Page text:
Tuesday, May 20, 2014

Wormwood Star: The Magickal Life of Marjorie Cameron

My interest in the artist, film-maker and self-styled witch Cameron goes back to 1964 when, as a  nineteen year-old, I attended a Movies Round Midnight screening of her films at the Cinema Theatre in Los Angeles. The Cinema was located on Western just above Santa Monica Blvd, next to the O Sole Mio Pizza House.  I began attending those screenings no doubt for all the wrong reasons, when someone said they were showing midnight porn films at some movie theatre in Hollywood. Naturally my friends and I were curious only to discover the "porn" was, in fact, Stan Brakhage's Window Water Baby Moving and Jean-Pierre Melville's Les Enfants Terribles. I'd  never seen anything like either film, and so returned the next week, and every week thereafter. The Cinema was managed by Mike Getz (in fact, a distant relative of mine), but it was poet John Fles who programmed Movies Round Midnight. Fles had been involved with periodicals like Trembling Lamb, Kulchur, the Chicago Review and its off-shoot Big Table. His aesthetics were straight out of the Film Makers Co-op in New York and, to a lesser degree, Canyon Cinema in San Francisco. Over the next year or so I saw all the classic underground films of the 1960s, as well as hard to get and seldom seen films from earlier decades.  Those films made enough of an impression that I would later exhibit similar films in San Francisco.

Parsons and Cameron
John Fles
The most memorable screening at the Cinema was that night Cameron showed her films. Having fallen on hard times, it was meant to be a benefit for her. As the images appeared on the screen, she sat in the projection booth reading her poetry over the p.a. system. I didn't know much about Cameron at the time other than she had a reputation as a witch of some kind. Nor did I  know what to make of the mid-screening commotion in the projection booth, and what sounded like breaking glass followed by a number of tarot cards that descended onto those sitting in the back rows. Aware of Fles's fondness for dada-like moments which he outlined in his essay entitled "Seeing Is Believing," which I wish I still had, I took the commotion to be just another example of his desire to "upset the equilibrium," like the time  he stopped Invasion of the Body Snatchers at the moment when Kevin McCarthy looks into the truck and sees all those pods, disconcerting the audience to such a degree that, for a moment, I thought a riot might ensue.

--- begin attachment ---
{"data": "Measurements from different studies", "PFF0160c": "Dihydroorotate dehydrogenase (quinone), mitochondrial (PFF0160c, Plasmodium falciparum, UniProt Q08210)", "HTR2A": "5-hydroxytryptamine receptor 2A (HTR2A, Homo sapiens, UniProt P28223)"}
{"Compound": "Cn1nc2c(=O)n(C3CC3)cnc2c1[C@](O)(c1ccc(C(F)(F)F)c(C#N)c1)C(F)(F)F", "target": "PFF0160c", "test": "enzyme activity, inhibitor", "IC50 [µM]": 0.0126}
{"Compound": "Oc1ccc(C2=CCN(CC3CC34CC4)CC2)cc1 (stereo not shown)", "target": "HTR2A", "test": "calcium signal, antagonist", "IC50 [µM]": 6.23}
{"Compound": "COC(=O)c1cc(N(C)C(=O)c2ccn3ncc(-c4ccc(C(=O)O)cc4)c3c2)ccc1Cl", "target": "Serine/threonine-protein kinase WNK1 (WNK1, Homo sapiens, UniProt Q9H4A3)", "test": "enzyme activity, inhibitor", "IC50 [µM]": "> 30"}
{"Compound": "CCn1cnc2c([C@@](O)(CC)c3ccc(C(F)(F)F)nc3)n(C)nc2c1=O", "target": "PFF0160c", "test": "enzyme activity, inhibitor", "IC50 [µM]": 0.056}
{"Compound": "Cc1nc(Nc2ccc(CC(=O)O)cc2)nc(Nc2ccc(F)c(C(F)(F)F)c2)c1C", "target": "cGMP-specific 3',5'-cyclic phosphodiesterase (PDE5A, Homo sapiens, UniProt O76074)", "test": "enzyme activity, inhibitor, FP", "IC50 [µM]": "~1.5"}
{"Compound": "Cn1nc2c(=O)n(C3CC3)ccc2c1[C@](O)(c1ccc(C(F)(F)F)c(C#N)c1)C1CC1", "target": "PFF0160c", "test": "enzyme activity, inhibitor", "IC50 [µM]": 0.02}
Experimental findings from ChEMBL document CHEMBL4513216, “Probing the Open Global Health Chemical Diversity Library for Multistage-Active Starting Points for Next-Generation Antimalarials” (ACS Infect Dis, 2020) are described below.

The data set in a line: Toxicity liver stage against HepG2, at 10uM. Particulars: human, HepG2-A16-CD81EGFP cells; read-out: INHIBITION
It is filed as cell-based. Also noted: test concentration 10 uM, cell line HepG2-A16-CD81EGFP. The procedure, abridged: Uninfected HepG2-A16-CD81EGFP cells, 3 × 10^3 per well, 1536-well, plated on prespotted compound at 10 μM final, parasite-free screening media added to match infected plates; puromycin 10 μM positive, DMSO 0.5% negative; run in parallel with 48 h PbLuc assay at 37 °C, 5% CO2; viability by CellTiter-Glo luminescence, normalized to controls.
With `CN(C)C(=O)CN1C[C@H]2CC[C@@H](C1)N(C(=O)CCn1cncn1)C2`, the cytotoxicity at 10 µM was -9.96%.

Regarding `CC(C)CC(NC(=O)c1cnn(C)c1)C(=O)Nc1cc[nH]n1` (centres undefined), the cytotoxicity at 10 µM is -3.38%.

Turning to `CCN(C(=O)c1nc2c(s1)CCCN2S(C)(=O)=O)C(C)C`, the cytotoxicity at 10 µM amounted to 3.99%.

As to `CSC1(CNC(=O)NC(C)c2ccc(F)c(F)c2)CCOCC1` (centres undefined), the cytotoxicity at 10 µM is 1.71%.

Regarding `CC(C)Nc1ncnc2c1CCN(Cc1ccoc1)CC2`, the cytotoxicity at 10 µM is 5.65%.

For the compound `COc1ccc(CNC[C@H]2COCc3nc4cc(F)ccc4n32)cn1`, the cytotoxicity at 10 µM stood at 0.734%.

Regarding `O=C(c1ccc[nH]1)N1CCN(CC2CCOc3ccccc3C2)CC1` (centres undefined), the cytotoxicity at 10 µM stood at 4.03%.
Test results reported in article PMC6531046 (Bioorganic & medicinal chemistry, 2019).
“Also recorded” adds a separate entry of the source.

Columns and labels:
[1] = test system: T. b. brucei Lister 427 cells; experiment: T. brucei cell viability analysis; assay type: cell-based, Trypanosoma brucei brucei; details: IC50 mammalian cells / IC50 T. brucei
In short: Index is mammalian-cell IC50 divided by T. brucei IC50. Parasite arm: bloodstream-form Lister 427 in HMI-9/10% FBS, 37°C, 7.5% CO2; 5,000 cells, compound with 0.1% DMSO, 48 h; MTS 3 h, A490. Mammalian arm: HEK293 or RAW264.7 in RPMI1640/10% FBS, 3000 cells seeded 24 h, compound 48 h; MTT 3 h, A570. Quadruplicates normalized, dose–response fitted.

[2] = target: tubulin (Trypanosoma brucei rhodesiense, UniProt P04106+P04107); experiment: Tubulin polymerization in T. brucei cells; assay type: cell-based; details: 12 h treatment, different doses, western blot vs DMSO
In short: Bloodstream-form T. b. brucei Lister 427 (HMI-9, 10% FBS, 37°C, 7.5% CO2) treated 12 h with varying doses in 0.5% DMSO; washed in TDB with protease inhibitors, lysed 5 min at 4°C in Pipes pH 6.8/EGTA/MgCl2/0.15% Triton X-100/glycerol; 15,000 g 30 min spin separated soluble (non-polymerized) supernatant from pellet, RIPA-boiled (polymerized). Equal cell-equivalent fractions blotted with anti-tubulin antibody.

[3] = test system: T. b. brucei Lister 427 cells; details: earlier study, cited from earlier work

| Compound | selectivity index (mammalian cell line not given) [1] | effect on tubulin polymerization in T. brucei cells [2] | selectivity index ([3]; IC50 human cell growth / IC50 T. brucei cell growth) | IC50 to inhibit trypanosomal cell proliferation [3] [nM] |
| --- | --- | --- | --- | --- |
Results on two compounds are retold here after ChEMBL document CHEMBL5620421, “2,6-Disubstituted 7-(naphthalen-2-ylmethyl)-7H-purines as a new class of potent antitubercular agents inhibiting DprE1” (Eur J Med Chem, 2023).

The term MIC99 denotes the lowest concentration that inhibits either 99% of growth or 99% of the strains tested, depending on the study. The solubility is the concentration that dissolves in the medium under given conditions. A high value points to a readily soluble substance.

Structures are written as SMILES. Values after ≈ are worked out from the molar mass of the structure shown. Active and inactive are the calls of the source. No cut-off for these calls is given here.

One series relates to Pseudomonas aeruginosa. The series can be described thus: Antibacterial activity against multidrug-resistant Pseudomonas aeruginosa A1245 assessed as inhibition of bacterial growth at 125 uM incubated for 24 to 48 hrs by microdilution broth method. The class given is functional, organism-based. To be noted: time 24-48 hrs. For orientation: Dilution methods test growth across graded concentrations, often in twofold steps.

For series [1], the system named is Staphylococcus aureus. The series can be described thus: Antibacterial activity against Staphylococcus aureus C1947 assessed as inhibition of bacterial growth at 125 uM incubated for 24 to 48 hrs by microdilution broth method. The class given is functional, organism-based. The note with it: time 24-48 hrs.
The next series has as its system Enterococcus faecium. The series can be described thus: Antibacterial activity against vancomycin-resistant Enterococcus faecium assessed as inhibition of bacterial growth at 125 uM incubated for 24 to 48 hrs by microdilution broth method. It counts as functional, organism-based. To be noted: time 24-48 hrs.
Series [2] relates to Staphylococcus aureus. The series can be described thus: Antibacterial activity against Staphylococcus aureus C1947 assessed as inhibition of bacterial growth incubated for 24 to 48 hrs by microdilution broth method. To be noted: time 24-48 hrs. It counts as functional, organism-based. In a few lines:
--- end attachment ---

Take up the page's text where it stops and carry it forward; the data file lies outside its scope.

Cameron and Hopper in Night Tide
Apparently Kenneth Anger, Cameron's sometime friend and rival,  had invaded the projection booth, demanding the print of his film Inauguration of a Pleasure Dome be returned to him. This developed into a full-scale confrontation that spilled out into the lobby. As I left someone brushed me followed by a small gaggle of men dressed like thuggish bankers. The next day my mother asked me why there was blood on the back of my shirt. "Were you in a fight last night?"she asked. "No," I answered, "I was at the movies." When I returned to The Cinema the following week,  Kenneth was picketing the theatre for not respecting the rights of film-makers.

That occasion is told in some detail in Spencer Kansa's well-researched and entertaining Wormwood Star. In this instance as told by Fles, Getz and photographer John Brittan- the only person, according to him, who respected Kenneth's one-person picket-line.  Kansa also mentions that the altercation might also have been about some Aleister Crowley manuscripts that Anger thought were rightfully his. In any case, that's just one anecdote out the many that appear in Kansa's book, a new edition of which has just been published by Mandrake a predominantly occult publishing house in the UK.

Fairy Queen (1962)
Marjorie Cameron (1922-1995), who arrived in Pasadena in 1945 straight out of the military, was for many years an iconic figure in L.A. bohemian culture, which included such disparate personalities as Wallace and Shirley Berman, Curtis Harrington, Kenneth Anger, Dennis Hopper, Dean Stockwell, David Meltzer and Russ Tamblyn. Interestingly, she never had much time for Venice poets like Stuart Perkoff, who apparently were too macho for her temperament. And she appeared in several movies, playing opposite Hopper in Harrington's film low-budget classic Night Tide, then in his film Wormwood Star, as well as in Anger's Inauguration of a Pleasure Dome.